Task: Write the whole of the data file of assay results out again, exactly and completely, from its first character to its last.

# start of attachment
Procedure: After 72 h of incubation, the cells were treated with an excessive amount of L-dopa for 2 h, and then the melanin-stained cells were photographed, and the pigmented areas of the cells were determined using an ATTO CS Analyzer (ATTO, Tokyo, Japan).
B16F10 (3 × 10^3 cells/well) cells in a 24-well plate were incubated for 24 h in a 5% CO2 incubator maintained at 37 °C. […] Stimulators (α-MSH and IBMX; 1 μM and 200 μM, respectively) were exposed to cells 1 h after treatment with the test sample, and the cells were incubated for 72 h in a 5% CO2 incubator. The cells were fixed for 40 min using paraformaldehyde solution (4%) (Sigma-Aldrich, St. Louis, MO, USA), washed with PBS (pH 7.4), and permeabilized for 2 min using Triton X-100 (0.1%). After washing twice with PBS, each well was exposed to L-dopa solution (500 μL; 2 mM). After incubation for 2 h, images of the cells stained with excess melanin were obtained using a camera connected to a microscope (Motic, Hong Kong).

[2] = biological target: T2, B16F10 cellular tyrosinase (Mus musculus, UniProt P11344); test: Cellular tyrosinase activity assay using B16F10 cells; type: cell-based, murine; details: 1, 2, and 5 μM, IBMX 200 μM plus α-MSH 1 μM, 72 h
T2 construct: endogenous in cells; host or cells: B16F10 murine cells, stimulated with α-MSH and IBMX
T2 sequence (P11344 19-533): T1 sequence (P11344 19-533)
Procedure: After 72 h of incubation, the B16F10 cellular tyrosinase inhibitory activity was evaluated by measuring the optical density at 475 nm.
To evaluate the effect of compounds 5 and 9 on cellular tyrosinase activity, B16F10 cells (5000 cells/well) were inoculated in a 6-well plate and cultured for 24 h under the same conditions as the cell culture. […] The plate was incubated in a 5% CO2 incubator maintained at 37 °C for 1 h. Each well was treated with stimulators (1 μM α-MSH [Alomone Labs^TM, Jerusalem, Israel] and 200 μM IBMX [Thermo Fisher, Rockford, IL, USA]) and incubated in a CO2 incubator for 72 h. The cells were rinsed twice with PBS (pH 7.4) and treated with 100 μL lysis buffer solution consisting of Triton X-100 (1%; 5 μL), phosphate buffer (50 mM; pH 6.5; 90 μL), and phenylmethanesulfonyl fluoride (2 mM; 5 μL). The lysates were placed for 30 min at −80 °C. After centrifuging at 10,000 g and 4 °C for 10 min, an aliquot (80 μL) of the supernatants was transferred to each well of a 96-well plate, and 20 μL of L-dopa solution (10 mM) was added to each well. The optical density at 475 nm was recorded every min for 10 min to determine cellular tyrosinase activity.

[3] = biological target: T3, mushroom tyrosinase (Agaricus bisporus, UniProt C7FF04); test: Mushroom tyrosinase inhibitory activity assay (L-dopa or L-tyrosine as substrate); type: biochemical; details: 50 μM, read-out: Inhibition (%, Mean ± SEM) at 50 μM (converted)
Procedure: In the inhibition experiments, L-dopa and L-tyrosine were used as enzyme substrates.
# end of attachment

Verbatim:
Procedure: After 72 h of incubation, the cells were treated with an excessive amount of L-dopa for 2 h, and then the melanin-stained cells were photographed, and the pigmented areas of the cells were determined using an ATTO CS Analyzer (ATTO, Tokyo, Japan).
B16F10 (3 × 10^3 cells/well) cells in a 24-well plate were incubated for 24 h in a 5% CO2 incubator maintained at 37 °C. […] Stimulators (α-MSH and IBMX; 1 μM and 200 μM, respectively) were exposed to cells 1 h after treatment with the test sample, and the cells were incubated for 72 h in a 5% CO2 incubator. The cells were fixed for 40 min using paraformaldehyde solution (4%) (Sigma-Aldrich, St. Louis, MO, USA), washed with PBS (pH 7.4), and permeabilized for 2 min using Triton X-100 (0.1%). After washing twice with PBS, each well was exposed to L-dopa solution (500 μL; 2 mM). After incubation for 2 h, images of the cells stained with excess melanin were obtained using a camera connected to a microscope (Motic, Hong Kong).

[2] = biological target: T2, B16F10 cellular tyrosinase (Mus musculus, UniProt P11344); test: Cellular tyrosinase activity assay using B16F10 cells; type: cell-based, murine; details: 1, 2, and 5 μM, IBMX 200 μM plus α-MSH 1 μM, 72 h
T2 construct: endogenous in cells; host or cells: B16F10 murine cells, stimulated with α-MSH and IBMX
T2 sequence (P11344 19-533): T1 sequence (P11344 19-533)
Procedure: After 72 h of incubation, the B16F10 cellular tyrosinase inhibitory activity was evaluated by measuring the optical density at 475 nm.
To evaluate the effect of compounds 5 and 9 on cellular tyrosinase activity, B16F10 cells (5000 cells/well) were inoculated in a 6-well plate and cultured for 24 h under the same conditions as the cell culture. […] The plate was incubated in a 5% CO2 incubator maintained at 37 °C for 1 h. Each well was treated with stimulators (1 μM α-MSH [Alomone Labs^TM, Jerusalem, Israel] and 200 μM IBMX [Thermo Fisher, Rockford, IL, USA]) and incubated in a CO2 incubator for 72 h. The cells were rinsed twice with PBS (pH 7.4) and treated with 100 μL lysis buffer solution consisting of Triton X-100 (1%; 5 μL), phosphate buffer (50 mM; pH 6.5; 90 μL), and phenylmethanesulfonyl fluoride (2 mM; 5 μL). The lysates were placed for 30 min at −80 °C. After centrifuging at 10,000 g and 4 °C for 10 min, an aliquot (80 μL) of the supernatants was transferred to each well of a 96-well plate, and 20 μL of L-dopa solution (10 mM) was added to each well. The optical density at 475 nm was recorded every min for 10 min to determine cellular tyrosinase activity.

[3] = biological target: T3, mushroom tyrosinase (Agaricus bisporus, UniProt C7FF04); test: Mushroom tyrosinase inhibitory activity assay (L-dopa or L-tyrosine as substrate); type: biochemical; details: 50 μM, read-out: Inhibition (%, Mean ± SEM) at 50 μM (converted)
Procedure: In the inhibition experiments, L-dopa and L-tyrosine were used as enzyme substrates.